A solar storm “punches a hole” in Earth’s magnetic field, creating a bright pink light display

A GEOMAGNETIC storm last week opened a hole in the Earth’s magnetic field, causing a burst of pink auroras in the Arctic Circle skies.

The smaller G1-class geomagnetic solar storm hit Earth on November 3, leaving the planet’s magnetic field “jittery,” according to spaceweather.com reported.

Auroras occur naturally near the Arctic Circle in the northern hemisphere

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Auroras occur naturally near the Arctic Circle in the northern hemisphere
The Northern Lights are best seen in Nordic countries like Norway and Iceland

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The Northern Lights are best seen in Nordic countries like Norway and IcelandPhoto credit: Getty

The outlet – which tracks encounters near asteroids, solar winds, eclipses and auroras – revealed the storm lasted for more than six hours and caused a “rift” to open in the magnetic field, allowing the solar wind to enter.

The storm’s aftermath produced some of the “most intense pink auroras” at least one local has ever seen in Tromso, Norway – known for its vivid views of the Northern Lights.

“I’ve been guiding Aurora tours full-time for the last ten years and have guided more than 1000 tours,” Markus Varik told spaceweather.com.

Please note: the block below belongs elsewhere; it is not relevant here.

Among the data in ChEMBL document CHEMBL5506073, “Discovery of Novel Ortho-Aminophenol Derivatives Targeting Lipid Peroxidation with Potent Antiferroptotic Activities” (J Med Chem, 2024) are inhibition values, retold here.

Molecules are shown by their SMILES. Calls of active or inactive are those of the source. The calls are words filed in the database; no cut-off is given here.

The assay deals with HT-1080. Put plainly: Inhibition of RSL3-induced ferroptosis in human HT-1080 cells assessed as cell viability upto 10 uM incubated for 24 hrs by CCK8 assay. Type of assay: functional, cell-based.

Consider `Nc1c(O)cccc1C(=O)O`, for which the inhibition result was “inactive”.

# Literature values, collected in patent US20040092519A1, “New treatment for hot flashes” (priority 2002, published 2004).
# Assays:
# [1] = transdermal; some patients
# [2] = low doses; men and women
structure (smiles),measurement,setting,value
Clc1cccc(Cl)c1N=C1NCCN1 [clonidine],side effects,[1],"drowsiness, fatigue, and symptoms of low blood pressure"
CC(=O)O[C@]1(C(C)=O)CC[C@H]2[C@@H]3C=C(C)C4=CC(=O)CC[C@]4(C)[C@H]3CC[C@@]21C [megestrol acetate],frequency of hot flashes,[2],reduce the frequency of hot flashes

“I thought I saw everything.”

Varik said he and a tour were heading out to chase the lights early on November 2 when they encountered “a surprise.”

“These were the most intense pink auroras I’ve ever seen,” Varik said.

“The pink color was bright and visible to the naked eye. My whole group was stunned.”

Auroras – which appear green and blue most commonly – are caused by high-energy particles from the sun entering Earth’s magnetic field and interacting with atmospheric gases, the researchers said NASA.

When the particles collide with oxygen atoms, the auroras emit a green hue, while nitrogen atoms make the auroras appear purplish.

These fantastic displays of light are generally only seen near the Arctic Circle in the northern hemisphere and the Antarctic Circle in the southern hemisphere.

Typically, the Northern Lights are most commonly seen from September to April.

Countries like Norway, Canada and Iceland are popular destinations to see the lights.

https://www.thesun.ie/tech/news-tech/9693956/solar-storm-hole-earths-magnetic-field-pink-aurora/ A solar storm “punches a hole” in Earth’s magnetic field, creating a bright pink light display

Fry Electronics Team

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